North Carolina law has well established that if a person is injured in the course and scope of employment, he or she is entitled to workers’ compensation benefits to help cushion the financial blow.
These benefits are available even if the injury involves a pre-existing condition that was aggravated as a result of a work-related incident. It also, as the recent North Carolina Court of Appeals case of Morrison v. Wal-Mart reveals, is applicable in cases where a work-related injury is exacerbated by a non-work-related incident.
The court in Morrison ruled that the commission did not err in granting workers’ compensation benefits to a worker who had suffered a job-related injury that got much worse following a car accident months later.
According to court records, plaintiff was a few months into a job at a large retailer when, while carrying the trash out one night as part of his duties, he felt a “pop” in his hip. He finished his duties for the night and clocked out, but awoke the next day in pain. He didn’t take time off work, and continued as he was scheduled. He didn’t go to a doctor, but he was in pain and limping. He continued with his normal duties, but his supervisor noticed he was limping and asked him about it. Worker revealed what had happened and his supervisor had him fill out an incident report.
Plaintiff continued to work, though he did from time-to-time complain of his hip hurting.
Several months later, he was involved in a serious car accident where the passenger vehicle in which he was riding was struck by a pickup truck. His knee and hip were smashed against the center console. His knee was fractured in two places. This was the first time he received medical treatment with respect to his hip after the earlier work accident. His hip pain got much worse after the crash.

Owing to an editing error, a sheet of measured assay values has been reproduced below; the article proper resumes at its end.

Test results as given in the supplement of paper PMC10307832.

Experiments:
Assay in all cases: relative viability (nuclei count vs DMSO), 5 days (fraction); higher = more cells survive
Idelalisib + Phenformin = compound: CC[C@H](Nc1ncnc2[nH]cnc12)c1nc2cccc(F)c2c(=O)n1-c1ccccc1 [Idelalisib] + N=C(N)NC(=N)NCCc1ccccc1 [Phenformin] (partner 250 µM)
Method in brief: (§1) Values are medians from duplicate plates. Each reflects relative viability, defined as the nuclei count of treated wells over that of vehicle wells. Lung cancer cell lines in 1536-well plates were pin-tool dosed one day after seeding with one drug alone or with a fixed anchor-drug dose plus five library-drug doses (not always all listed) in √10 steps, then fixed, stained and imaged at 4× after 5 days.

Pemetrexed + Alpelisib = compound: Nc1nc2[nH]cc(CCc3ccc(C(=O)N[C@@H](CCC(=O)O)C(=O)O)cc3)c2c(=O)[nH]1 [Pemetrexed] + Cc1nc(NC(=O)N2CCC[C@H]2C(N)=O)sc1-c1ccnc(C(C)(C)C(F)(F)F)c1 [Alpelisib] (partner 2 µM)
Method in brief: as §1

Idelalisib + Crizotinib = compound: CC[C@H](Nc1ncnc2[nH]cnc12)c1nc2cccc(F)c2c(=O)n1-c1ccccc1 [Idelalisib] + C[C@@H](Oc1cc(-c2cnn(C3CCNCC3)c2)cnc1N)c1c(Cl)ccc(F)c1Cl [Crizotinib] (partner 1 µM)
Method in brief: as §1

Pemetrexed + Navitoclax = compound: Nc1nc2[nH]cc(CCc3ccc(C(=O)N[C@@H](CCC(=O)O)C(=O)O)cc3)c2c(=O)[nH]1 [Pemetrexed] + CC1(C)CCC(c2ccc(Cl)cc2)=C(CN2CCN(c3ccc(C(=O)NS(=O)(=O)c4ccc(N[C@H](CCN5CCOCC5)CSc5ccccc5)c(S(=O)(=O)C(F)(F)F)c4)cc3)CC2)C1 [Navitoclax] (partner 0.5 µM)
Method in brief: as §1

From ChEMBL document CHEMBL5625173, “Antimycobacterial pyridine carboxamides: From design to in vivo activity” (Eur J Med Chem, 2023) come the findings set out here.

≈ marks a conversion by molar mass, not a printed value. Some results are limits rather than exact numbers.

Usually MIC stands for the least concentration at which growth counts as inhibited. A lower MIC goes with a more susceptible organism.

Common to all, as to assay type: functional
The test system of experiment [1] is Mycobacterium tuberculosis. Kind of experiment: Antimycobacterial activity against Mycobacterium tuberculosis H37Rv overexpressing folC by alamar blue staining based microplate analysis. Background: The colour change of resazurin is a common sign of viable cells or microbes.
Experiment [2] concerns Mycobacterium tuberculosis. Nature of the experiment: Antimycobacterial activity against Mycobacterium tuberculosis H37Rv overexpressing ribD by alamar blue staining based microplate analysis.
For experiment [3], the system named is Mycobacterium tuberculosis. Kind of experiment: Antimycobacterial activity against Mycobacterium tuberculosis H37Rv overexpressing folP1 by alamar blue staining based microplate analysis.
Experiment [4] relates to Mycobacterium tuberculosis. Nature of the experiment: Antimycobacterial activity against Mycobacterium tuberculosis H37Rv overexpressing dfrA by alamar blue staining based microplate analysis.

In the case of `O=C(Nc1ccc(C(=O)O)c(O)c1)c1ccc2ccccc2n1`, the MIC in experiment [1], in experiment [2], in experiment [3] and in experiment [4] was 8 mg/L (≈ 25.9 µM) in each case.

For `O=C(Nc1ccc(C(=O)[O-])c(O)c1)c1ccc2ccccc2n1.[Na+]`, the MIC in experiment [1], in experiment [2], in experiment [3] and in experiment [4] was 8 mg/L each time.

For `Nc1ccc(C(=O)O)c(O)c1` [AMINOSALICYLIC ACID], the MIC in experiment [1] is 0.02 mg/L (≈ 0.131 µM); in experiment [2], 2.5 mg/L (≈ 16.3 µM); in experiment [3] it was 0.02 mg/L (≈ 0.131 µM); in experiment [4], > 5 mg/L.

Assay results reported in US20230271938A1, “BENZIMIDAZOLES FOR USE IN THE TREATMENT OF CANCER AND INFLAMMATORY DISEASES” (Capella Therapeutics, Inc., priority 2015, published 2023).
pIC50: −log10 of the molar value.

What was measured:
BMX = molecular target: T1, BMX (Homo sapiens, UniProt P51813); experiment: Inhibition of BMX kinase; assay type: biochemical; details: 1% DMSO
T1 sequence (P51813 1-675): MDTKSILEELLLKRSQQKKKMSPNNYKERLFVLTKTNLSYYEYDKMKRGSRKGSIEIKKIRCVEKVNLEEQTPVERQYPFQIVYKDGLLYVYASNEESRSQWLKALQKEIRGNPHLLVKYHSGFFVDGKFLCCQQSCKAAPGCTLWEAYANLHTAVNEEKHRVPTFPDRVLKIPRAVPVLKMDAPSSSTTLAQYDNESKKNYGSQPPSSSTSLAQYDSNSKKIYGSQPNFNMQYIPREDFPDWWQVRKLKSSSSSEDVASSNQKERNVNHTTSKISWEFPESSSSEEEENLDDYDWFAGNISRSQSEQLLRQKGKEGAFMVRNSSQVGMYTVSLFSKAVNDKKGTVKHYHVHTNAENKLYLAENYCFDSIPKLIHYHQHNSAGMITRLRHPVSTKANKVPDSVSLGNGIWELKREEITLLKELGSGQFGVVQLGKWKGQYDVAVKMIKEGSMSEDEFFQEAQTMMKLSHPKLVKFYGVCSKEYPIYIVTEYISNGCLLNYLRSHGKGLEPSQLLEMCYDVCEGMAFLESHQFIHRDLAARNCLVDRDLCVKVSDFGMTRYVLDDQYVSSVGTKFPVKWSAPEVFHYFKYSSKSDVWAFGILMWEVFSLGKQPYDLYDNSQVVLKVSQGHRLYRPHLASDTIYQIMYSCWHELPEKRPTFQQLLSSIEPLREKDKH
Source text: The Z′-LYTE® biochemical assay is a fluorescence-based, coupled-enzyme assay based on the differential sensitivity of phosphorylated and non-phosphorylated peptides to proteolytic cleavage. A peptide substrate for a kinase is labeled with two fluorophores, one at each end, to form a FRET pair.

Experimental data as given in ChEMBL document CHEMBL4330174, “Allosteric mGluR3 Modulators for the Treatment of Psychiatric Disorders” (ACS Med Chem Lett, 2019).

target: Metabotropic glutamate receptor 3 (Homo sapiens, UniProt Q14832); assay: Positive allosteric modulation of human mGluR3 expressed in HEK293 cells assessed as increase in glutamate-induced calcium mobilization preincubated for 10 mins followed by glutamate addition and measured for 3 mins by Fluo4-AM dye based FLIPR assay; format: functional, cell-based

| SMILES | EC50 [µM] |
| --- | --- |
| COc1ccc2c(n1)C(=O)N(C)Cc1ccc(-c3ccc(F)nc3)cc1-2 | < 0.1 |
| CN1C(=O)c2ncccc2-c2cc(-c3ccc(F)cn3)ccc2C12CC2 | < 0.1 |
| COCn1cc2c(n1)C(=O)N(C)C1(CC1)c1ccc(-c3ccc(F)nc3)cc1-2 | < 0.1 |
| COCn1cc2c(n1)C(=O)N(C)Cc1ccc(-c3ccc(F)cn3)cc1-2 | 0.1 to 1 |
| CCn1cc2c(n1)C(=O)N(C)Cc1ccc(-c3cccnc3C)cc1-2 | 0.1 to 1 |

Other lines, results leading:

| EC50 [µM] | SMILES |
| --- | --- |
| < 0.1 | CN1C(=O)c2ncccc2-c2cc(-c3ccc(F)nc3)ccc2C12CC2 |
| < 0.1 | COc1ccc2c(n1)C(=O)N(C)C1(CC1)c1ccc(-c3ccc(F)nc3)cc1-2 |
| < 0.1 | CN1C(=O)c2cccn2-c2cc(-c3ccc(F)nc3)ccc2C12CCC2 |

Plaintiff took a leave of absence from work and then filed a notice of intent to file a workers’ compensation claim. The employer and its carrier requested a hearing.
A deputy commissioner decided in favor of plaintiff, ordering the employer to pay compensation until claimant could return to work. The full commission conducted a review and affirmed that decision.
They challenged the finding of fact that indicated his hip pain and condition – later diagnosed as avascular necrosis, or death of bone tissue due to inadequate blood supply (tiny breaks in the bone lead to the bone’s eventual collapse) – was caused by the work injury and not the accident. An expert witness testifying for plaintiff opined it was far too early for avascular necrosis to develop from the accident, and was the result of an earlier injury, though the crash exacerbated the condition. Commission largely based its finding of causation on this.
Defense argued the analysis was erroneous. Attorneys argued the fact plaintiff was still able to return to work after the injury. They asserted that the injury as of the car accident was not the direct and natural result of the earlier work injury, even if it aggravated the original injury, meaning it’s not compensable.
Appellate court panel disagreed. First, plaintiff’s ability to carry out his basic job functions was affected and was even noticed by his supervisor. At the very least, plaintiff suffered an injury that was compensable and injured his job performance.
Expert witnesses had stated they couldn’t apportion damage done to the hip between the time of the work accident and the time of the crash, and where apportionment isn’t possible, full compensation is appropriate.
If you have been injured at work, contact the Lee Law Offices at 800-887-1965.
Morrison v. Wal-Mart, Oct. 15, 2015, North Carolina Court of Appeals
More Blog Entries:
King v. Cowboy Dodge, Inc. – Workers’ Compensation Retaliation, Oct. 14, 2015, Workers’ Compensation Attorney Blog